Stories of student success also help fuel the momentum of giving. Getting to know Eureka! Scholars in person and learning about their achievements inspires The Ray Thomas Edwards Foundation to continue championing science education. Eureka! Scholar Hannah Wang, BS '12, is grateful for the opportunity to get involved in research early on, and said Eureka! was instrumental in getting her interested in microbiology and viruses, then into medical school.

She subsequently started a pathology residency at Stanford, graduates this year, and will begin a fellowship in clinical microbiology with the goal of becoming a clinical microbiology lab director. She's interested in viruses that cause cancer and disease in immunosuppressed individuals.

"My recent research has been focused on developing novel diagnostics for COVID-19," Wang said. "I'm part of the high-paced Stanford virology laboratory that has gotten a lot of press this year. We developed one of the first FDA-authorized assays in the Bay Area, and helped make testing available as early as March 2020 to our local communities while CDC testing was still limited.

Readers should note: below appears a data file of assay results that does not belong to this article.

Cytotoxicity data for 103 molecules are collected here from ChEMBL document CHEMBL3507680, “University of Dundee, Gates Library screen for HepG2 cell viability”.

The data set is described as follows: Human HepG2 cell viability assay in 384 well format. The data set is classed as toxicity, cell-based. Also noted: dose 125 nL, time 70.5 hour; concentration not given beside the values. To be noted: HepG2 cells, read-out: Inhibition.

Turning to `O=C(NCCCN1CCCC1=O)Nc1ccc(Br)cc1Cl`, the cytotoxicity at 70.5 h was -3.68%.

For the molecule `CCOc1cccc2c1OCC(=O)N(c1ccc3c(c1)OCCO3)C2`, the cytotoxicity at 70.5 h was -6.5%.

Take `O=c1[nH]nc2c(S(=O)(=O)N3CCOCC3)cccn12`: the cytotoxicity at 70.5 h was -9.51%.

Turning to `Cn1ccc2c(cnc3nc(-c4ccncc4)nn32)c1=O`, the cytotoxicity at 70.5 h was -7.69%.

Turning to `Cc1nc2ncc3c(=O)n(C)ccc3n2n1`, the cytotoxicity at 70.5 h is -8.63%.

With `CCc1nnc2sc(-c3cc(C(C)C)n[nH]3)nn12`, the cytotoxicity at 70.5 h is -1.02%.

"It's definitely been incredibly rewarding to be able to contribute to the scientific and medical community during this pandemic, and this all would never have been possible if I hadn't had the support to get into research as a first-generation student."

Philanthropic gifts, like the gift from The Ray Thomas Edwards Foundation, contribute to the Campaign for UC San Diego-a university-wide comprehensive fundraising effort concluding in 2022. Alongside UC San Diego's philanthropic partners, the university is continuing its nontraditional path toward revolutionary ideas, unexpected answers, lifesaving discoveries and planet-changing impact. To support Biological Sciences, please contact Chris Sickels at csickels@ucsd.edu.